Cuanduine stood looking after their heels, transfixed with amazement; and the Philosopher was also overcome, having received one very amorous caress by mistake. From the stupefaction thus induced he was awakened by a glance at Cuanduine, which sent him straightway into a laughing fit; for all the pockets of the hero’s garments, not only the side and breast pockets of his coat, but his trouser pockets, his waistcoat pockets, and even his ticket pocket, were distended and swollen up to the size of so many footballs. Cuanduine, putting a hand to one of them to find what the stuffing was, drew out a fistful of little screwed-up bits of paper, some tied with pink and blue ribbon, but for the most part merely folded up tight; which, when he opened them, proved to be hasty but tender billets-doux, inviting him to the homes of these bold-faced hussies, or to other trysting places, the next day or the day after.

“By heaven,” said the Philosopher, “it is the devil’s own luck that you are so handsome! There will be broken hearts over this.”

“Not a whit,” said Cuanduine. “I will keep these assignations.”

“What? All of them?” cried the Philosopher.

“Of course,” said Cuanduine.

“Your father’s son speaks again,” said the Philosopher. “Have sense, lad. What if some of them fall in love with you?”

“I hope,” said Cuanduine, “they will all fall in love with me, as I have with them.”

“But surely,” said the Philosopher, “you must see that that will bring torment and heartbreak among them?”

“No, faith,” said Cuanduine; “for I will deny myself to none of them.”

“Now God help your seraphic innocence,” said the Philosopher. “Have you never heard of jealousy among the stars?”

“Why should they be jealous?” asked Cuanduine. “Not one shall have a jot more of me than her neighbour; nor a jot less.”

“Bless your innocence again,” said the Philosopher. “That will not be enough for them. Each will want you altogether to herself.”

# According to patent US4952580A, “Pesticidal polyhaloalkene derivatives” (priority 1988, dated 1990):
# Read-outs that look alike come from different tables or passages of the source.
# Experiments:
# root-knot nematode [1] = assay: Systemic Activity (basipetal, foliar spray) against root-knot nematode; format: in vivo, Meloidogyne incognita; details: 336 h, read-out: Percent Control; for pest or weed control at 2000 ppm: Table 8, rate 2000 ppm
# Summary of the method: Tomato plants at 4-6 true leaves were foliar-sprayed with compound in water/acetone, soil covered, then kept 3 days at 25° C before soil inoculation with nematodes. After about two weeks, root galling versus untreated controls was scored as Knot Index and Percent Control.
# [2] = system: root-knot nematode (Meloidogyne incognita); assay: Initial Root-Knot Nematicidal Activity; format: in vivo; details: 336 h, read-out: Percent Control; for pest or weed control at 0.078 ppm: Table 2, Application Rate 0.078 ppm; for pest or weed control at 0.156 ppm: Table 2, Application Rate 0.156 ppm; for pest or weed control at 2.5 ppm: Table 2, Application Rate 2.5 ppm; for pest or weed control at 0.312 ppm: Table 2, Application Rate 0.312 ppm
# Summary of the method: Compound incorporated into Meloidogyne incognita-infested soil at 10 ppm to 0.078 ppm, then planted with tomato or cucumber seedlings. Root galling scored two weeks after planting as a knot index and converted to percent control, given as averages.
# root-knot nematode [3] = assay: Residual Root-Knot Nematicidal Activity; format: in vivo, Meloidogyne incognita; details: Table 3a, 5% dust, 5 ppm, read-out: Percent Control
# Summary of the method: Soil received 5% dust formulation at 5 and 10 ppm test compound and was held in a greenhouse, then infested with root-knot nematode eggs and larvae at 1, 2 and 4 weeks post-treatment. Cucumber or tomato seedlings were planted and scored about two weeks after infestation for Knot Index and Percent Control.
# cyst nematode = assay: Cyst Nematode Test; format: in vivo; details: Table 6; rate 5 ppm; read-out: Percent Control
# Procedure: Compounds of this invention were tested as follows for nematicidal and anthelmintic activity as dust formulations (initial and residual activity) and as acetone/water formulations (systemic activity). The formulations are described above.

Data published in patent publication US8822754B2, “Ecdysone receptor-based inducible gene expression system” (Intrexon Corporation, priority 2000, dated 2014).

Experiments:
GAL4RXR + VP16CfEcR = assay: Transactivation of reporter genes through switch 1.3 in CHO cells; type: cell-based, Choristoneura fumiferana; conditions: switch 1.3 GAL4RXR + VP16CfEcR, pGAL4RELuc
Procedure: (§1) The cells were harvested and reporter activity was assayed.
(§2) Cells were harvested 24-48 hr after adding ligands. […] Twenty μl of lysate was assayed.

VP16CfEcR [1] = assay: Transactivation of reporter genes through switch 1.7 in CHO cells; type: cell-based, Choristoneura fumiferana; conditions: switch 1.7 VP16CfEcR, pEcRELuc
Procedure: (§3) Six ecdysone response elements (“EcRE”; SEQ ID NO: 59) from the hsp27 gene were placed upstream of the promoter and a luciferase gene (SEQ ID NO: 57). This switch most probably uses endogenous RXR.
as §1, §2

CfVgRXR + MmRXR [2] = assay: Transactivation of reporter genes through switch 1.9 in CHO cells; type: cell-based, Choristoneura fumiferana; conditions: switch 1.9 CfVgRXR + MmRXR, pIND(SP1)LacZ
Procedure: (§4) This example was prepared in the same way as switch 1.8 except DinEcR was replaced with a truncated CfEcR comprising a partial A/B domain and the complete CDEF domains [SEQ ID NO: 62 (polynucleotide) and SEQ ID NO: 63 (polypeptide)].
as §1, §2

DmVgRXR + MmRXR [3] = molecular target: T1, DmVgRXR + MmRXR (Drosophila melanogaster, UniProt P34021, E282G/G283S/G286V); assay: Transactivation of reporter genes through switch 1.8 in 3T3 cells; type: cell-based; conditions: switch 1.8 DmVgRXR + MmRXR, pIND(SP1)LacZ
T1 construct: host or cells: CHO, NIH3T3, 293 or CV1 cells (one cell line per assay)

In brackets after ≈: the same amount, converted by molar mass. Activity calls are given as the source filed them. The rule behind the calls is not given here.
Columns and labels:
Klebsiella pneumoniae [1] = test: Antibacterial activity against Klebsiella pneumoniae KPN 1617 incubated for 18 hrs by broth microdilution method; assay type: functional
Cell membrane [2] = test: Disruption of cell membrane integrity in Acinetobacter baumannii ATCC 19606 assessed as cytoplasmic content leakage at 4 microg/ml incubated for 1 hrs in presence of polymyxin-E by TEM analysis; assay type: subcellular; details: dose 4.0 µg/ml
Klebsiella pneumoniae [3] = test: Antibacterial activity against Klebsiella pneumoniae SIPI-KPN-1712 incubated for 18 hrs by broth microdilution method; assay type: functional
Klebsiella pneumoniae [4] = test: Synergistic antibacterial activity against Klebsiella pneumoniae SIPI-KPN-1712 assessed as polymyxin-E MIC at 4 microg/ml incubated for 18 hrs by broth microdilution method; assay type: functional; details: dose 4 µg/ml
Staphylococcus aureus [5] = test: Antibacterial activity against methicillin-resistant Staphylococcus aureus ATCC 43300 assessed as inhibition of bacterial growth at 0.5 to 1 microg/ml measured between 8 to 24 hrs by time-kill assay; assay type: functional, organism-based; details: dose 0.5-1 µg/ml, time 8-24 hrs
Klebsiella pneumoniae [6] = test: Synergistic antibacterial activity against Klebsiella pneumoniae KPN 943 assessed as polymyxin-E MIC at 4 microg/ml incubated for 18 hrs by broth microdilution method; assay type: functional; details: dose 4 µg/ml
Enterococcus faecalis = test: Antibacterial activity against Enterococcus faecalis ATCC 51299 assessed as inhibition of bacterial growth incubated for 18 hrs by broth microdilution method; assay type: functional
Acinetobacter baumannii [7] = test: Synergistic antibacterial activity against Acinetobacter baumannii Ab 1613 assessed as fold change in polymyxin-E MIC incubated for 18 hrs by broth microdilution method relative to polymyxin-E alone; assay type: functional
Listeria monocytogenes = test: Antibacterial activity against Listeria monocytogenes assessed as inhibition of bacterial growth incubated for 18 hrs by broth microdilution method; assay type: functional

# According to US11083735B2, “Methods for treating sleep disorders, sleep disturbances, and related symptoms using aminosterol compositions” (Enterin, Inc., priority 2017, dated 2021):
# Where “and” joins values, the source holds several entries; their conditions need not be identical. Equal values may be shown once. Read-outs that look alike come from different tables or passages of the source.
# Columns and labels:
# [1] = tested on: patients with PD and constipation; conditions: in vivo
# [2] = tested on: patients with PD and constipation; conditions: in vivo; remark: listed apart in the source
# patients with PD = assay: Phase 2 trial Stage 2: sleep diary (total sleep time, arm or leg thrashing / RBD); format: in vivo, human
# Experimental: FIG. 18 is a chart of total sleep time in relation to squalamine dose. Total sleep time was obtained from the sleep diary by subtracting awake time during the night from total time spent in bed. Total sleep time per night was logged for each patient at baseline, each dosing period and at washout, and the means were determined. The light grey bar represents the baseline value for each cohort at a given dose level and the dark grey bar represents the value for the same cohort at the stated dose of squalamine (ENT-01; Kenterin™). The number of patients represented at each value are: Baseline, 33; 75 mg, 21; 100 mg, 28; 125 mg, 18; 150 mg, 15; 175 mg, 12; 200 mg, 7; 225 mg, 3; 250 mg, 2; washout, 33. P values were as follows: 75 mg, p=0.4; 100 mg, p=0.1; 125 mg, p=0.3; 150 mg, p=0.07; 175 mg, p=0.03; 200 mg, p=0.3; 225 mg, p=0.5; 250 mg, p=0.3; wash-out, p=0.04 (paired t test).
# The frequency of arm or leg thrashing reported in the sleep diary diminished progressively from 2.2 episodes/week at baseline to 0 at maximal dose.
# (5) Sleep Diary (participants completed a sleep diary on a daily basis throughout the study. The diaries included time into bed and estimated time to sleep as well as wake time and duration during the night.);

“O gluttony!” said Cuanduine. “Are the fools then as jealous of the sun’s rays, of the greenness of grass, of the corn and wine?”

“So much so,” said the Philosopher, “that, if you waste any time keeping those assignations, you may find that some one has bought the sun before you can redeem the birds or the flowers. Come; you have dragons to kill.”



RADIUM AGE SCIENCE FICTION: “Radium Age” is HILOBROW’s name for the 1904–33 era, which saw the discovery of radioactivity, the revelation that matter itself is constantly in movement — a fitting metaphor for the first decades of the 20th century, during which old scientific, religious, political, and social certainties were shattered. This era also saw the publication of genre-shattering writing by Edgar Rice Burroughs, Sax Rohmer, E.E. “Doc” Smith, Jack London, Arthur Conan Doyle, Aldous Huxley, Olaf Stapledon, Karel Čapek, H.P. Lovecraft, Charlotte Perkins Gilman, Yevgeny Zamyatin, Philip Gordon Wylie, and other pioneers of post-Verne/Wells, pre-Golden Age “science fiction.” More info here.

READ GORGEOUS PAPERBACKS: HiLoBooks has reissued the following 10 obscure but amazing Radium Age science fiction novels in beautiful print editions: Jack London’s The Scarlet Plague, Rudyard Kipling’s With the Night Mail (and “As Easy as A.B.C.”), Arthur Conan Doyle’s The Poison Belt, H. Rider Haggard’s When the World Shook, Edward Shanks’ The People of the Ruins, William Hope Hodgson’s The Night Land, J.D. Beresford’s Goslings, E.V. Odle’s The Clockwork Man, Cicely Hamilton’s Theodore Savage, and Muriel Jaeger’s The Man with Six Senses. For more information, visit the HiLoBooks homepage.